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Summer mayflies are the target in deeper water
  |  First Published: February 2013



Arthurs Lake continues to be the place for consistent sport for smaller browns, while dry conditions effects the shallower lakes.

Arthurs has come back to its previous personality – plenty of smaller fish around 600g and a smattering of bigger ones for the thinking angler. While some bemoan the high numbers of small fish, those who have fished this lake for several decades and level cycles will recognise that this is somewhat normal. I well remember the 80’s when small fish, but plenty of them was the norm.

The water is much clearer than the past 4-5 years, and the fish and insects are loving it. February is the time that small mayflies hatch in the deeper water over the original Sand Lake bed. Look for water around 4m deep and along the southern and eastern sides of Brazendale Island. When these deep water dun feeders get going they can be really easy to catch, especially if the wind is a good rolling westerly.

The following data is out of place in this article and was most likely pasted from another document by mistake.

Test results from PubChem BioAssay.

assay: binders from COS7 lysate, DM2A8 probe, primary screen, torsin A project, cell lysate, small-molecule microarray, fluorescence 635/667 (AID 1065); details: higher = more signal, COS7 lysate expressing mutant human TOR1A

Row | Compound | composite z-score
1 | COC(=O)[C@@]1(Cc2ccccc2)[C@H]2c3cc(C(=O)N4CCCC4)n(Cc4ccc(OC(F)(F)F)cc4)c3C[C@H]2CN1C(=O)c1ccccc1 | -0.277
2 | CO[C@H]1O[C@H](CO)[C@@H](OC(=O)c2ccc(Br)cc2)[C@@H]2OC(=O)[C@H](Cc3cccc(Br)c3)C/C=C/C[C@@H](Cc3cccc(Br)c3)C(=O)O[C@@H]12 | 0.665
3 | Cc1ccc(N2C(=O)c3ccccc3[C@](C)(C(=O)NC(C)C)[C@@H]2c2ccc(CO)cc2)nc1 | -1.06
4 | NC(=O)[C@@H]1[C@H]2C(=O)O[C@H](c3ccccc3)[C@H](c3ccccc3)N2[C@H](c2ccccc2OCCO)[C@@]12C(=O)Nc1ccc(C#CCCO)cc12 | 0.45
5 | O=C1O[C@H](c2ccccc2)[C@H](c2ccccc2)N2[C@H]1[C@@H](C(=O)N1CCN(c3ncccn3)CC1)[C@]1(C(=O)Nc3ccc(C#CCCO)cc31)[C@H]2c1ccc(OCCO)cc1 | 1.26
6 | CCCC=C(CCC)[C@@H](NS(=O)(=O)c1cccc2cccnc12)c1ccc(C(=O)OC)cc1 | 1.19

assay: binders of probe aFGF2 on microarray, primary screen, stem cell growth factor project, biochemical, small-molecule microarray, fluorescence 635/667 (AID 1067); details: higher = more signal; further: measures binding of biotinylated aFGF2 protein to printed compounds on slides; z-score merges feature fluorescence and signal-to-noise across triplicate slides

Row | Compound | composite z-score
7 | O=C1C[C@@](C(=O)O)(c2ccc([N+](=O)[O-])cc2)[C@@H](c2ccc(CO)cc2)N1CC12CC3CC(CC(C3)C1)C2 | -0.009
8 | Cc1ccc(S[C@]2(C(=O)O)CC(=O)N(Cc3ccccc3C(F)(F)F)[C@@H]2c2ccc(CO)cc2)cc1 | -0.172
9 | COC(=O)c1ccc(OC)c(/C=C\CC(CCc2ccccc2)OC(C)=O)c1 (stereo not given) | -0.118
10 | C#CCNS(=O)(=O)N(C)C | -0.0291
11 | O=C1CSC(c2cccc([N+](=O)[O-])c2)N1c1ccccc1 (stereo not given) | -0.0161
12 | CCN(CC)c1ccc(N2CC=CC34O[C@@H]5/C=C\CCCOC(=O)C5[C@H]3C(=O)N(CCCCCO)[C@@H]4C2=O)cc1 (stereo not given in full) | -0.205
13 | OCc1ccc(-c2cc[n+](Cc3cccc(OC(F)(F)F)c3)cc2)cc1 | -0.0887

Bright and calm conditions, or light southerlies can be surprisingly good too – not so many duns, but the trout are still looking for them and can be polaroided lolling about on the surface looking for the next dun. Pop a dry fly in front of them and they should sip it down without too much trouble.

Great Lake

The greatness of Great Lake is never so apparent as in February. While dry summers can be a curse out in the shallower western lakes, Great Lake revels in bright, hot and breezy conditions. The boat-based fly fishers love the waves on bright days polaroiding feeding trout, but shore bound anglers are in for a feast as well, as plenty of good fish cruise the shallow water.

Wade the shores from Reynolds Neck all the way to Christmas Bay, with Canal Bay a personal favourite and slowly stalk along. These fish are never as easy to see as out in the western lakes, but there will be less anglers, (mostly none), so that for me is adequate compensation.

Woods Lake

I never used to like Woods Lake much, until I experienced the best black spinner fishing I’ve ever seen there a couple of seasons ago. The fish this year seem to have picked up a couple of pounds, and on my last visit there were plenty of 1.5kg browns in the extreme shallows picking off the spinners when the breeze lulled.

It is a great venue for mayfly hatches on cloudy days, but I prefer it on bright easterlies or south easterlies – no one there and masses of fish on the spinners – dry fly heaven.

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